Friday, 11 January 2013

Domaine Bruno Clair

Posted by Justerini & Brooks

Domaine Bruno Clair is perhaps the grandest under the radar producer in Burgundy. Its origins lie in one of the great old Burgundian domaines, Domaine Clair-Dau. For a full account of the fascinating, if ultimately saddening, history of Domaine Clair-Dau please see Clive Coates excellent book Cote D’Or: A Celebration of the Great Wines of Burgundy. The story, in a nutshell, begins with a soldier, Joseph Clair (Bruno’s Grandfather), returning from the first world war to convalesce in Burgundy and falling in love with Marguerite Dau. Marguerite had inherited, along with her sister, eight hectares in Marsannay. Joseph took over these vineyards, replanted and began to expand the domaine. Through the 1920s and 30s he purchased land in Combe aux Moines and Estournelles St Jacques in Gevrey-Chambertin, Amoureuses in Chambolle-Musigny and Bonnes Mares. With the help of his son Bernard, he aquired more Bonnes Mares and some Clos Vougeot followed swiftly by Gevrey-Chambertin Cazetiers and Clos St Jacques through the 50s. They then added a venerable plot in Savigny-Les-Beaune La Dominode with vines planted in 1902 (many of the same vines are still producing for Bruno today!) and the year after almost a hectare of Chambertin Clos de Beze. In the early 70s Bernard added Gevrey-Chambertin 1er cru Clos du Fonteny and Vosne-Romanee Aux Champs Perdrix which is just up the slope from Romanee-Conti. Not a bad haul. It is very hard to equate the steady acquisitions of a French farmer with the recent sale of the Chateau de Gevrey-Chambertin with its two hectares of vineyards for eight million Euros. How things have changed in Burgundy.

Unfortunately when Joseph died in 1971 the domaine started to fall apart. The competing interests of his children ultimately resulted in the domaine being broken up with a chunk being sold to Louis Jadot with a further chunk under a metayage agreement; Monique Bart ran her quarter of the domaine which is now run by her son Martin and around half of the domaine was ultimately inherited by Bernard’s son, Bruno. As the metayage agreements with Jadot and also with Domaine Fougeray de Beauclair recently ran out Bruno has been able to reclaim even more of the old domaine. While the family war waged, Bruno quietly developed his own domaine which he build up to nine hectares, about a third of these holdings were vineyards that had been neglected since the phylloxera epidemic at the end of the 19th century. These days Bruno has a substantial domaine under his control (circa 21 hectares) with many outstanding parcels. He still has the old vines in La Dominode, a superb parcel in the centre of Clos de Beze and a significant parcel of Bonnes Mares much of which is from the original Clair-Dau domaine. A recent bottle Of Clair-Dau Bonnes Mares 1971 showed the amazing potential of this vineyard. An astonishing wine, it showed why in the right hands Bonnes Mares is up there with the very greatest vineyards in Burgundy.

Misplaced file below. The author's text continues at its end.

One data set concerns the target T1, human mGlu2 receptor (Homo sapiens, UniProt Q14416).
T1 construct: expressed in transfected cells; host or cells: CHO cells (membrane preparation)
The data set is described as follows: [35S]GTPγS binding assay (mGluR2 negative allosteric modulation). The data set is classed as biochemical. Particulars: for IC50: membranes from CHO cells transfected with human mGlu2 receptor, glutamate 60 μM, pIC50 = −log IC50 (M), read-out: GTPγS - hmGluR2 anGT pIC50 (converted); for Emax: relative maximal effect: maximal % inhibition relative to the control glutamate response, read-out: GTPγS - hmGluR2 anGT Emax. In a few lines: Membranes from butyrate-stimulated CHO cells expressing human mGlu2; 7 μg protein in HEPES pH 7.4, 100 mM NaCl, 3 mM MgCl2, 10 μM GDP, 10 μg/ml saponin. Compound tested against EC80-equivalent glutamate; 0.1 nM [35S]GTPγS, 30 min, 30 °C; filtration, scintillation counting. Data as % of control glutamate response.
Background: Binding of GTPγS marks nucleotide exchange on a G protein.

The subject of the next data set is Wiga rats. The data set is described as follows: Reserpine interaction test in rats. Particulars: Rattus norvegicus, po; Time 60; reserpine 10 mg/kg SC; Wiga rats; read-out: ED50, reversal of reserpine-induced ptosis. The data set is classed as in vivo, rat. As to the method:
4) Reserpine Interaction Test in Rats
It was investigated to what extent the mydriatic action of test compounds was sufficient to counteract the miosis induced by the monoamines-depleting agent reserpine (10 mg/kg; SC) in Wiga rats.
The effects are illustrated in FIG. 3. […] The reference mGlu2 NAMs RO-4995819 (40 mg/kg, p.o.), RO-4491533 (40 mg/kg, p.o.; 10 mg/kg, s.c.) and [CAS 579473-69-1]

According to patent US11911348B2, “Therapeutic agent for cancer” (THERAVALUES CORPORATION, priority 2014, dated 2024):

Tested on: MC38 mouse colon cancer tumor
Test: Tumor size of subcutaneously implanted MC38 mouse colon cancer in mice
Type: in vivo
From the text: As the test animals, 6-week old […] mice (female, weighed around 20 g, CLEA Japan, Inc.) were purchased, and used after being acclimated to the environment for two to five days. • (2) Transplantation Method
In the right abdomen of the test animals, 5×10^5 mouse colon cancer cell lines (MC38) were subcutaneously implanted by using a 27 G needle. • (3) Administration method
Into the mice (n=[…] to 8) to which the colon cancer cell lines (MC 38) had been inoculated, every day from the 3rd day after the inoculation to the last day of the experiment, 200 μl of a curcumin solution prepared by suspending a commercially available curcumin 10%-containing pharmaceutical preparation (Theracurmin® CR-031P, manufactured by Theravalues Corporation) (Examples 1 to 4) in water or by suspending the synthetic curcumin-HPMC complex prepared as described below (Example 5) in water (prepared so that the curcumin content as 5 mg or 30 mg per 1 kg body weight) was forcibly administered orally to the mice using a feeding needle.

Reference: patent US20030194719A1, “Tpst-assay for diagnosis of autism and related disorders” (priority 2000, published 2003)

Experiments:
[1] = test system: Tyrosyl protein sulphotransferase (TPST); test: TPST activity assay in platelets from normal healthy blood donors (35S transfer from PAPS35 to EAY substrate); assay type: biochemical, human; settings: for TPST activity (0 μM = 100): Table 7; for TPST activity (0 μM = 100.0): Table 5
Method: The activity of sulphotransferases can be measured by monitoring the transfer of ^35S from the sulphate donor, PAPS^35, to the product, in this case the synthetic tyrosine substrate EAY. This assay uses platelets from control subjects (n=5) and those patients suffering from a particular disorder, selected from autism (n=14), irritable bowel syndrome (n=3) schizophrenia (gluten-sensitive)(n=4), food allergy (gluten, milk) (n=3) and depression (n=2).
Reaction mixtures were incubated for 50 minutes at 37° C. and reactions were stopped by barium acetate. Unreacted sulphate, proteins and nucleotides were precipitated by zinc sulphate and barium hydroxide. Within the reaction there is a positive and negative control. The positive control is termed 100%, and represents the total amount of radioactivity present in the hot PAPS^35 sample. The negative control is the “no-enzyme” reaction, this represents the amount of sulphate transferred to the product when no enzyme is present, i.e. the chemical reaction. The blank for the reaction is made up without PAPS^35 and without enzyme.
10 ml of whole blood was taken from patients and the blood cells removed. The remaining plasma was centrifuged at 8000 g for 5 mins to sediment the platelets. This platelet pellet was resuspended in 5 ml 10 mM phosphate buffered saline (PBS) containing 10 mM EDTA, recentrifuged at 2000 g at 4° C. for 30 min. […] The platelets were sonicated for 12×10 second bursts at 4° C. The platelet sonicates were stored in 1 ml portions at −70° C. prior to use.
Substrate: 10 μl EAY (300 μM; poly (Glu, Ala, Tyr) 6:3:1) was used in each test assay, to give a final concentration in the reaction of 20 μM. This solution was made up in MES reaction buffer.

Bruno is a true vigneron; knowledgeable, thoughtful and gentle. He has found a great oenologist in Philippe Brun and between them they combine a respect for tradition and deep understanding of the vineyards with openness to new techniques and a drive to improve. They quietly turn out a range of wines exceptional for their quality and breadth. As attentive to the Marsannays as they are to Bonnes Mares and Clos de Beze, the range at Bruno Clair is totally reliable, consistent and ageworthy. They also offer incredibly good value, especially in Marsannay and Savigny; whilst at the same time making Clos de Beze and Clos St Jacques which are on level with the very best wines of these two great vineyards. Bruno is known as an excellent viticulturalist. He is the kind of winemaker that other winemakers hold in high esteem. During a recent lunch, Sylvain Pitiot of Clos de Tart made the point to our buyer Giles that he thought that Bruno is one of the best vine-growers in Burgundy. He is similarly respected by the critics. Clive Coates and Jasper Morris both show great admiration for the domaine in their excellent tomes and Allen Meadows offers a perfect summary. He writes that “the wines demand involvement from those who drink them”. We feel that they enormously reward that involvement and are very proud to represent Bruno. We just don’t shout about him enough!

By Martin Buchanan